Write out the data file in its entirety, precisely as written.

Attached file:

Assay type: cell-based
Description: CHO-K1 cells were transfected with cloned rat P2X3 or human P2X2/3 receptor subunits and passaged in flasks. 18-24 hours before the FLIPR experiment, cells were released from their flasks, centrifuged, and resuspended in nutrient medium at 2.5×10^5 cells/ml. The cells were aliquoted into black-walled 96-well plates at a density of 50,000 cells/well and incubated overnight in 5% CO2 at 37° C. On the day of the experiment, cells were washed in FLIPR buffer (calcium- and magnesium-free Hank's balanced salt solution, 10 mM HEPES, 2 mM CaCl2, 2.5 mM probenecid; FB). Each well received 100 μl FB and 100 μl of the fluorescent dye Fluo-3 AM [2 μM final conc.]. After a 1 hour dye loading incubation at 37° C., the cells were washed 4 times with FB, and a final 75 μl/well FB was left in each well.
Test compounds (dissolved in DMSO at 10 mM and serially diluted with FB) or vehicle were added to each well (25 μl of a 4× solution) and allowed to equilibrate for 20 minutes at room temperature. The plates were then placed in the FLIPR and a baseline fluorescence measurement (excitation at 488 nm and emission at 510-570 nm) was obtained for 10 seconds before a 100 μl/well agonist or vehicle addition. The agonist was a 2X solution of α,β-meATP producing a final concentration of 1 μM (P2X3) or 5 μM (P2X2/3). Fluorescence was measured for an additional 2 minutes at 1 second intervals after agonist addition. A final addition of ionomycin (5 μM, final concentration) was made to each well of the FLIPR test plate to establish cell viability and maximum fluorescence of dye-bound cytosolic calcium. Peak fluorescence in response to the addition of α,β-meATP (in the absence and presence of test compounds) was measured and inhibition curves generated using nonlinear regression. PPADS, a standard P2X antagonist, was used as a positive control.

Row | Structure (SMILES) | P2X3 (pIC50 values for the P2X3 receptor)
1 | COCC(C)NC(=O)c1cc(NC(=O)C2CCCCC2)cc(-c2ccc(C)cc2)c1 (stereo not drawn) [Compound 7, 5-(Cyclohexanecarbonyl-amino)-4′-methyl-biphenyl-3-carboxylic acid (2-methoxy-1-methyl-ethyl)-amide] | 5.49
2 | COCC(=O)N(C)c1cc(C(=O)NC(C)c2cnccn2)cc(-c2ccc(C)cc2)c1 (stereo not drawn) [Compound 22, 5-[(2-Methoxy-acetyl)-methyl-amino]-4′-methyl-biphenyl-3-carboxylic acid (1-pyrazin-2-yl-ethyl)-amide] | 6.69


Assay type: cell-based
Description: CHO-K1 cells were transfected with cloned rat P2X3 or human P2X2/3 receptor subunits and passaged in flasks. 18-24 hours before the FLIPR experiment, cells were released from their flasks, centrifuged, and resuspended in nutrient medium at 2.5×10^5 cells/ml. The cells were aliquoted into black-walled 96-well plates at a density of 50,000 cells/well and incubated overnight in 5% CO2 at 37° C. On the day of the experiment, cells were washed in FLIPR buffer (calcium- and magnesium-free Hank's balanced salt solution, 10 mM HEPES, 2 mM CaCl2, 2.5 mM probenecid; FB). Each well received 100 μl FB and 100 μl of the fluorescent dye Fluo-3 AM [2 μM final conc.]. After a 1 hour dye loading incubation at 37° C., the cells were washed 4 times with FB, and a final 75 μl/well FB was left in each well.
Test compounds (dissolved in DMSO at 10 mM and serially diluted with FB) or vehicle were added to each well (25 μl of a 4× solution) and allowed to equilibrate for 20 minutes at room temperature. The plates were then placed in the FLIPR and a baseline fluorescence measurement (excitation at 488 nm and emission at 510-570 nm) was obtained for 10 seconds before a 100 μl/well agonist or vehicle addition. The agonist was a 2X solution of α,β-meATP producing a final concentration of 1 μM (P2X3) or 5 μM (P2X2/3). Fluorescence was measured for an additional 2 minutes at 1 second intervals after agonist addition. A final addition of ionomycin (5 μM, final concentration) was made to each well of the FLIPR test plate to establish cell viability and maximum fluorescence of dye-bound cytosolic calcium. Peak fluorescence in response to the addition of α,β-meATP (in the absence and presence of test compounds) was measured and inhibition curves generated using nonlinear regression. PPADS, a standard P2X antagonist, was used as a positive control.

Row | Structure (SMILES) | P2X3 (pIC50 values for the P2X3 receptor)
1 | COCC(C)NC(=O)c1cc(NC(=O)C2CCCCC2)cc(-c2ccc(C)cc2)c1 (stereo not drawn) [Compound 7, 5-(Cyclohexanecarbonyl-amino)-4′-methyl-biphenyl-3-carboxylic acid (2-methoxy-1-methyl-ethyl)-amide] | 5.49
2 | COCC(=O)N(C)c1cc(C(=O)NC(C)c2cnccn2)cc(-c2ccc(C)cc2)c1 (stereo not drawn) [Compound 22, 5-[(2-Methoxy-acetyl)-methyl-amino]-4′-methyl-biphenyl-3-carboxylic acid (1-pyrazin-2-yl-ethyl)-amide] | 6.69